"I eat HEALTHY."Translation: I am mindful and intentional about what I eat. I eat well enough to get by. I eat better than some and better than I used to. I even eat some fruits and vegetables. Occasionally, I may have alcohol, processed or "white" foods, and desserts. "I eat first to get my PRIMARY nutrition."
It's easy for skin to become dry, flaky, and sallow during the Winter. Before you go out and spend your paycheck on fancy lotions and creams, try nourishing your skin from the inside out — what we put in our body is just as essential for a healthy glow as what we put on it. Here are seven foods that will leave you glowing all Winter long!
Many people don’t think about beets and if they do it is probably joined with a look of distaste. But if you are a health conscious person then now is the time to broaden your palette. Beets are an extremely nutritious food choice and you can eat the whole plant from the greens to the root. You can buy them fresh, canned, or like I do in the produce section of Whole Foods marinated in Balsamic Vinegar. Beets can be eaten raw, boiled, steamed, roasted, sautéed or juiced.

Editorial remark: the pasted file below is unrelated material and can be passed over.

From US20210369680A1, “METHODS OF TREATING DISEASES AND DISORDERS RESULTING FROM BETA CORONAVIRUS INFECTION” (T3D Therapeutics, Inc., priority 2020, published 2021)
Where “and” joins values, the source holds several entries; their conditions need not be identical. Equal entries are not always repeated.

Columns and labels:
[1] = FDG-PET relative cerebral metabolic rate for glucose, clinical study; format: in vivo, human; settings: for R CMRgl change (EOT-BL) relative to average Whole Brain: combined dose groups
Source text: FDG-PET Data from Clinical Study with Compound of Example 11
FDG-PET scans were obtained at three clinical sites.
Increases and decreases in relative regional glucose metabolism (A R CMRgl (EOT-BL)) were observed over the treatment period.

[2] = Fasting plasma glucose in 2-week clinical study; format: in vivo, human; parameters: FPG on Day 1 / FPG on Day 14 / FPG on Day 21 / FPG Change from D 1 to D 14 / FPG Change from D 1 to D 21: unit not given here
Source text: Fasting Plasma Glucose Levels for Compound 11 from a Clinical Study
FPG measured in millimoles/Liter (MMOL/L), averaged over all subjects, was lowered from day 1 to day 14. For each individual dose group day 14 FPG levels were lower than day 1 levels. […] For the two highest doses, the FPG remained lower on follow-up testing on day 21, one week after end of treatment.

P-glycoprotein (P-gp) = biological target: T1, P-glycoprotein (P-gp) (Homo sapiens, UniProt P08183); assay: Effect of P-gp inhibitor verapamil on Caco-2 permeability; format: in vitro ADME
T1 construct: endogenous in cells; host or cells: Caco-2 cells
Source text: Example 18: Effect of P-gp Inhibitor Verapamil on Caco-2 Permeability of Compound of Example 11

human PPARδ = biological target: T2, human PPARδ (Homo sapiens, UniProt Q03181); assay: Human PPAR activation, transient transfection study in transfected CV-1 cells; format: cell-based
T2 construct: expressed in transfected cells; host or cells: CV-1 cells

YOLO is an acronym for "You Only Live Once". It was originally coined over 100 years ago but in recent times it has been used by the younger generations as an excuse for stupid and reckless behavior. The Washington Post and The Huffington Post describe it as the "newest acronym you'll love to hate". YOLO is similar to carpe diem or memento mori, it implies that one should enjoy life, even if that entails taking risks.
I often tell clients that they can have a 2 lbs allowance for the holidays. It forces them to be mindful and it leads to them actually losing weight over the holidays. Also, understand what a second helping actually means calorie wise and you might think twice. Another big no no is mistaking thirst for hunger. Make it a point to push the water intake. And lastly, remember we are relational beings and people are more important than food. Hard to appreciate them if you're in a food coma.
Posted by Nicki Anderson
Edited by Functional Fitness of DuPage
Julie Burks explains:
-adhere to regular workouts
-follow a meal plans (breakfast every day, frequent small meals, fruits and veggies at each meal and sufficient water)
-eat a healthy snack before attending holiday gatherings
-go easy on alcohol, caffeine, energy drinks and soda
-eat foods that combat stress (salmon, tuna, turkey, chicken, beans and legumes, walnuts and other nuts, flaxseed, olive oil, whole grains, oats, asparagus, spinach and other dark green veggies, pomegranate, berries and dark chocolate (72% cocoa o